Super strategies and small business CGT concessions

If you are a business owner, it’s important that you are familiar with the Government’s small business capital gains tax (CGT) concessions.

The concessions can offer significant financial benefits, depending on your personal situation and how long you’ve owned your business.

While this is primarily an accountant’s area of expertise, we can work with your accountant to make sure you access all the applicable concessions and can help determine the most tax effective strategy.

First Financial Principal James Wrigley highlights what you need to know when you are thinking about selling your business.

Eligibility criteria

First up, you need to understand the eligibility criteria. James says:

“The series of concessions is available if certain eligibility tests are met. These include an income and an assets test, but there are different concessions depending on the person’s age and stage of life… it also depends on how long they’ve held the business for.”

The ATO website outlines all the conditions, but some of the preliminary criteria are:

“You must be one of the following:

  • a small business entity with an aggregated turnover of less than $2 million
  • not carrying on a business (other than as a partner) but your asset is used in a closely connected small business (passively-held assets)
  • a partner in a partnership that is a small business entity, and the asset is either
    • an interest in a partnership asset (partnership assets)
    • an asset you own that is not an interest in a partnership asset (partner’s assets) but is used in the business of the partnership
  • you satisfy the maximum net asset value test.

The asset satisfies the active asset test.”

Eligibility is complex, so it is crucial that you discuss this in detail with your business accountant. They will be able to guide you through the steps, to make sure you meet the conditions.

Four small business CGT concessions

Four small business CGT concessions

There are four different small business CGT concessions and this is where we require input from your accountant to determine what is applicable to your situation. James continues:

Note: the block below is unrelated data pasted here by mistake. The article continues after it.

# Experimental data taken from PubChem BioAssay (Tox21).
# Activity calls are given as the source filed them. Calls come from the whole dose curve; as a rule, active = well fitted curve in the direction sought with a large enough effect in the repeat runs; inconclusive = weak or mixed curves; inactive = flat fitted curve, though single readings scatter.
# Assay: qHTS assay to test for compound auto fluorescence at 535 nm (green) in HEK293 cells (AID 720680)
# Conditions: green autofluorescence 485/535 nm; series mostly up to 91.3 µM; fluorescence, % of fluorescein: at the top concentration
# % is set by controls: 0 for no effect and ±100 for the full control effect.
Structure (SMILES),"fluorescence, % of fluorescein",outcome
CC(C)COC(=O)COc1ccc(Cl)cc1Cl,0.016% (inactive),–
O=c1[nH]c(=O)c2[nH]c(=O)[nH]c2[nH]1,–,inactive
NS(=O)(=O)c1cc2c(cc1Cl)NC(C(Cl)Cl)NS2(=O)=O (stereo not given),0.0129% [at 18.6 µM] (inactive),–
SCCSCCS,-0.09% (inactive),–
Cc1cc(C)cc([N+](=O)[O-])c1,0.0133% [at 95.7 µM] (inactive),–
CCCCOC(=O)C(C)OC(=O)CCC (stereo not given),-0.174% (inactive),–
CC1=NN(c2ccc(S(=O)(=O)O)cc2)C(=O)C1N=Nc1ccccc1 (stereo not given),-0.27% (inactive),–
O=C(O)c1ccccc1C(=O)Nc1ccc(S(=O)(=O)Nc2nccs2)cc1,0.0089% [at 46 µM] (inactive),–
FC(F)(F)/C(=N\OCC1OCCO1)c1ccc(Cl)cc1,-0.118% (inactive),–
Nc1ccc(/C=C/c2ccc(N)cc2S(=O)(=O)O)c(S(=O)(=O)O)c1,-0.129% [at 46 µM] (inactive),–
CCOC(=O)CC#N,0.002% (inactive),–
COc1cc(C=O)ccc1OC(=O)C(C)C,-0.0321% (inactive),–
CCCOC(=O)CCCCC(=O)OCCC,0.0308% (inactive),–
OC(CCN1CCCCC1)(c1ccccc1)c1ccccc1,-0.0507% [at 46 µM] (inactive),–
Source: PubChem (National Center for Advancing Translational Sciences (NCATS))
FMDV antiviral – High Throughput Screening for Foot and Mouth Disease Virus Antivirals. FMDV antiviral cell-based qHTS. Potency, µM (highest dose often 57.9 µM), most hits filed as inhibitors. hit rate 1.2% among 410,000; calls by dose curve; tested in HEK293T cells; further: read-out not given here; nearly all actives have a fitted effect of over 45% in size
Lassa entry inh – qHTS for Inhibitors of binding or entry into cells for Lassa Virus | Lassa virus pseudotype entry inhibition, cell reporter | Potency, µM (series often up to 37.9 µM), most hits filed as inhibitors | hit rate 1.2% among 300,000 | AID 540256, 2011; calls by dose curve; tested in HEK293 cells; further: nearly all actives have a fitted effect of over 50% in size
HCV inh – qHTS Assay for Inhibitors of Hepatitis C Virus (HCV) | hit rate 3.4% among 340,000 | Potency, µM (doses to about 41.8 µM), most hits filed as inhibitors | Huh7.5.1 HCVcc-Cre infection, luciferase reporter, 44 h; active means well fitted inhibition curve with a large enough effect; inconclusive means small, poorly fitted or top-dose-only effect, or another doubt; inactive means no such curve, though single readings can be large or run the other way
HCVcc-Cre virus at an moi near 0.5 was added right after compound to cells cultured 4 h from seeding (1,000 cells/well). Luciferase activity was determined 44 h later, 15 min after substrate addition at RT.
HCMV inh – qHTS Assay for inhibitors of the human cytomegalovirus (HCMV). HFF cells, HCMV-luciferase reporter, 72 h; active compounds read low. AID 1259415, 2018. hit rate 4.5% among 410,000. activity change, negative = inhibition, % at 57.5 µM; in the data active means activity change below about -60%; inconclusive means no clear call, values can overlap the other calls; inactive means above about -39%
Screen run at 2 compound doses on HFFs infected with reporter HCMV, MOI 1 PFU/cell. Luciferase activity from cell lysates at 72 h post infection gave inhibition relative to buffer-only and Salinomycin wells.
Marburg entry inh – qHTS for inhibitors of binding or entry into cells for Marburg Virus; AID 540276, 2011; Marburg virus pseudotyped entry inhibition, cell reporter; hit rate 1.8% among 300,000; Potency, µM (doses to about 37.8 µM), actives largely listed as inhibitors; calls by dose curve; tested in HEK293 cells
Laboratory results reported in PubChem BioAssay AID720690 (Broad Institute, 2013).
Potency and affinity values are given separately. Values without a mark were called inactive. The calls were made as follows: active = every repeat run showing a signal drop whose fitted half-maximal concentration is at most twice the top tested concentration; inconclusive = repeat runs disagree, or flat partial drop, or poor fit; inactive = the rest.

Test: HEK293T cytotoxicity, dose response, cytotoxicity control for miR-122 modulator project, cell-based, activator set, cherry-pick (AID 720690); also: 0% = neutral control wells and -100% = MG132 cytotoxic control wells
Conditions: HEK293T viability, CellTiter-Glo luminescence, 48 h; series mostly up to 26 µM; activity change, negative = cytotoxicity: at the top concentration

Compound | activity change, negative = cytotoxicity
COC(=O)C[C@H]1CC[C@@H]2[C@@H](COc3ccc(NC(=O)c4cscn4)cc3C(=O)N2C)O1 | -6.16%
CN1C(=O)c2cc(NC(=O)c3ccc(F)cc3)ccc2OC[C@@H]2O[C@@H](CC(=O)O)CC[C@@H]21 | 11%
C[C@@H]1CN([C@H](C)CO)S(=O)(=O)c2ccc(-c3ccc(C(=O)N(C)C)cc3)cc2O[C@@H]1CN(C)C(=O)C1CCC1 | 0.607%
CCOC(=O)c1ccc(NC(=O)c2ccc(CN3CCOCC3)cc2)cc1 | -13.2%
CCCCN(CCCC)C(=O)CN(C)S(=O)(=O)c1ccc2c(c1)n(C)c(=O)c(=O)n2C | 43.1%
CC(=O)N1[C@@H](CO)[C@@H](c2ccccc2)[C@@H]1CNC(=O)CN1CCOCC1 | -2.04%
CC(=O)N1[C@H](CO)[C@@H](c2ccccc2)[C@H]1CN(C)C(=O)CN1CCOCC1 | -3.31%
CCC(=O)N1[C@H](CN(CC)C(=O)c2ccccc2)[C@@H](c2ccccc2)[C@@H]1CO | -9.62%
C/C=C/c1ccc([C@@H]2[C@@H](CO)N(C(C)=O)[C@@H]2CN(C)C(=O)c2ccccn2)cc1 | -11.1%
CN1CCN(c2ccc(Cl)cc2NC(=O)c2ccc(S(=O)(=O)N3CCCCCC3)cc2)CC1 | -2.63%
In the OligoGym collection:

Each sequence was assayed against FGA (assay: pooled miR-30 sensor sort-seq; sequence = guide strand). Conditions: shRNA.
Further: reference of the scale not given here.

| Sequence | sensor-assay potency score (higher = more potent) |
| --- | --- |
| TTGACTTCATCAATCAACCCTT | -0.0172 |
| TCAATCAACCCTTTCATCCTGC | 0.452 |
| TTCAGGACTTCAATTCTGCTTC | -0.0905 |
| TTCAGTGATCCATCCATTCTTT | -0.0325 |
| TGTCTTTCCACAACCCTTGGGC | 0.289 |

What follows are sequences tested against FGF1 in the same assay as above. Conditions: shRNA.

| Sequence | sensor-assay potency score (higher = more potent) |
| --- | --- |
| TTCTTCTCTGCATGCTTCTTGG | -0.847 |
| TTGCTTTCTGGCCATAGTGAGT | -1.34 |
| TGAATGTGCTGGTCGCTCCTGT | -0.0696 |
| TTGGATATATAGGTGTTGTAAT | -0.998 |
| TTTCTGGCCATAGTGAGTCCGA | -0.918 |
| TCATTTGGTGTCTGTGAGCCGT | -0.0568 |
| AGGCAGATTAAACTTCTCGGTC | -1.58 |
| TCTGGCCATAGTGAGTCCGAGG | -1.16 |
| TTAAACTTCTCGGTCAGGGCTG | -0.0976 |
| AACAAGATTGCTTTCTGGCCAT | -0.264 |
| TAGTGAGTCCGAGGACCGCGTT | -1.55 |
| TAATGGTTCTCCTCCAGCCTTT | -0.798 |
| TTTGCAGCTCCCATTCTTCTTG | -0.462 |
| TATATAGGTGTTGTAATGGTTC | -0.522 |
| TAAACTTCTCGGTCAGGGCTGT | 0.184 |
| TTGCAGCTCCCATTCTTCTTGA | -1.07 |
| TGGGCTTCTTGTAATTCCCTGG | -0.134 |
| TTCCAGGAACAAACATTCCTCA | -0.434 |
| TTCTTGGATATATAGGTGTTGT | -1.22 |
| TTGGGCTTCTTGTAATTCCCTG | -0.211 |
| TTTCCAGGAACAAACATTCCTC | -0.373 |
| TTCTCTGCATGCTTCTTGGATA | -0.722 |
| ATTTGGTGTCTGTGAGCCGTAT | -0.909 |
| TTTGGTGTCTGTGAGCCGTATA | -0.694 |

“From a financial advice perspective, we always want to make sure that people are aware that the concessions are available.

If someone has approached us and they are selling their business, we discuss this with them. We highlight the possibility of accessing the concessions, because they can be advantageous on two fronts.

Firstly, they are beneficial when you want to limit your tax liability on the sale of your business… and secondly, there are some concessions that allow you to put rather large lump sums into your superannuation.”

Again, the ATO’s website has detailed information about the concessions, but here is a summary:

“Small business 15-year exemption
You will not pay CGT when you dispose of an active asset if you meet both of the following additional requirements:

  • you are aged 55 years or older and retiring, or are permanently incapacitated
  • you have continuously owned the asset for at least 15 years.

Small business 50% active asset reduction
You will only pay tax on 50% of the capital gain when you dispose of an active asset.

The small business 50% active asset reduction applies if you meet the basic eligibility conditions.

Small business retirement exemption
Capital gains from the disposal of active assets are exempt from CGT up to a lifetime limit of $500,000. If you are under 55, the exempt amount from the proceeds on disposal of the asset must be paid into a complying superannuation fund or a retirement savings account.

Small business rollover
The small business rollover allows you to defer all or part of a capital gain made from a CGT event happening to an active asset. For example, you can defer your capital gain until a later year if you buy a replacement asset or improve an existing active asset.”

How you can boost your super balance

How you can boost your super balance

Depending on which concessions you can access, you may be able to boost your superannuation balance and further reduce your tax liability.

Both the 15-year exemption and the small business retirement exemption enable you to contribute lump sums into your super fund without affecting your other contribution caps. James says:

“It’s all about being aware of the possibilities. We need to work jointly with your accountant to confirm that you tick the right boxes… if you do – that’s great. But if you don’t, we ask if there is something else we can do.

There are different ways you can apply the concessions… you can move the order of them around to create a better outcome. The rules are flexible enough that you can pick and choose which concessions you want to apply.

As an example, we had a client who was selling a business he had owned for more than 15 years. He was able to put a little over $1.6 million into his super because he was transitioning into retirement. This was outside the standard concessional and non-concessional contribution limits and was completely tax free.

It shows the importance of being aware of these things… and is one area where we lean heavily on accountants for their specialised tax advice.”

Speak to your accountant and financial adviser

Speak to your accountant and financial adviser

If you are a business owner and nearing retirement, we recommend speaking with your accountant and a financial adviser to make sure you understand exactly which concessions you may be able to access.

Here at First Financial, our experienced team has the knowledge to provide you with tailored advice to suit your unique circumstances. If you’d like to talk to one of our Financial Advisers, please contact us today. Read more articles about superannuation.

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